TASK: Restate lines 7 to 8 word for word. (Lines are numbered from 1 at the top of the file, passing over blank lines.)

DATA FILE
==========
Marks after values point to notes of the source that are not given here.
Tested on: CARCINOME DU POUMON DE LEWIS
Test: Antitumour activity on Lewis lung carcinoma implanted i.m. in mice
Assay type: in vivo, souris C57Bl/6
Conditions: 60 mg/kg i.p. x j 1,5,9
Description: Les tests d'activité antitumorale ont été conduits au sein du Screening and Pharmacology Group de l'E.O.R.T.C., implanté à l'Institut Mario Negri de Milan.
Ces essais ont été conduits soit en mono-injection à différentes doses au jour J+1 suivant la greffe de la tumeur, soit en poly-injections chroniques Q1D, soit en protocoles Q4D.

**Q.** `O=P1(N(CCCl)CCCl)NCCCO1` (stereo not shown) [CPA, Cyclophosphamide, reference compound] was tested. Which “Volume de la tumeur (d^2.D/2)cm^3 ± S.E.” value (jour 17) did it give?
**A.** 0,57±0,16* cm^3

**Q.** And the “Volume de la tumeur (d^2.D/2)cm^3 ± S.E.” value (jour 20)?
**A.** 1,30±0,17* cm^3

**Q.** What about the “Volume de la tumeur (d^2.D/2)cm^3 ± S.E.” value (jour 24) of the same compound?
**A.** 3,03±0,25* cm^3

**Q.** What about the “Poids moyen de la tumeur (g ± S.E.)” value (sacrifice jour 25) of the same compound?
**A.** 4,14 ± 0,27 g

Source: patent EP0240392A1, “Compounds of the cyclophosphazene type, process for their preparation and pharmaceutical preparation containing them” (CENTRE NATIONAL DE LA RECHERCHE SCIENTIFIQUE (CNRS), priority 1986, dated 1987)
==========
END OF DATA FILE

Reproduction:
Ces essais ont été conduits soit en mono-injection à différentes doses au jour J+1 suivant la greffe de la tumeur, soit en poly-injections chroniques Q1D, soit en protocoles Q4D.

**Q.** `O=P1(N(CCCl)CCCl)NCCCO1` (stereo not shown) [CPA, Cyclophosphamide, reference compound] was tested. Which “Volume de la tumeur (d^2.D/2)cm^3 ± S.E.” value (jour 17) did it give?